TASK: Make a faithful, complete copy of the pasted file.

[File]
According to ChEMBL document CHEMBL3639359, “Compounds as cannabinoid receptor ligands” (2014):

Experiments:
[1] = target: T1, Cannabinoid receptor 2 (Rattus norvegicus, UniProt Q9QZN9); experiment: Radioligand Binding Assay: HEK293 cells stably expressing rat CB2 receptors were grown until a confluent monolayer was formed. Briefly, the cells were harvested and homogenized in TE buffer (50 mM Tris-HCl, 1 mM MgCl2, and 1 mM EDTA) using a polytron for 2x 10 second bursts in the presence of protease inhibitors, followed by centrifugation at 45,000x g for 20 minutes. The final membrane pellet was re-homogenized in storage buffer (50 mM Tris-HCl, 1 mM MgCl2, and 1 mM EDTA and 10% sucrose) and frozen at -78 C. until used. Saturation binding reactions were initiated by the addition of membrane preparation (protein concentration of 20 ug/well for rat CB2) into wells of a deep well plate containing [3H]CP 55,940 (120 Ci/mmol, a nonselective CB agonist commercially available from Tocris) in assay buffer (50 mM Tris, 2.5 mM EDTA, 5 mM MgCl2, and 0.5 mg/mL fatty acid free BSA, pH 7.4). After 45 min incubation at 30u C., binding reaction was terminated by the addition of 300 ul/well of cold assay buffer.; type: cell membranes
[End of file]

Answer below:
According to ChEMBL document CHEMBL3639359, “Compounds as cannabinoid receptor ligands” (2014):

Experiments:
[1] = target: T1, Cannabinoid receptor 2 (Rattus norvegicus, UniProt Q9QZN9); experiment: Radioligand Binding Assay: HEK293 cells stably expressing rat CB2 receptors were grown until a confluent monolayer was formed. Briefly, the cells were harvested and homogenized in TE buffer (50 mM Tris-HCl, 1 mM MgCl2, and 1 mM EDTA) using a polytron for 2x 10 second bursts in the presence of protease inhibitors, followed by centrifugation at 45,000x g for 20 minutes. The final membrane pellet was re-homogenized in storage buffer (50 mM Tris-HCl, 1 mM MgCl2, and 1 mM EDTA and 10% sucrose) and frozen at -78 C. until used. Saturation binding reactions were initiated by the addition of membrane preparation (protein concentration of 20 ug/well for rat CB2) into wells of a deep well plate containing [3H]CP 55,940 (120 Ci/mmol, a nonselective CB agonist commercially available from Tocris) in assay buffer (50 mM Tris, 2.5 mM EDTA, 5 mM MgCl2, and 0.5 mg/mL fatty acid free BSA, pH 7.4). After 45 min incubation at 30u C., binding reaction was terminated by the addition of 300 ul/well of cold assay buffer.; type: cell membranes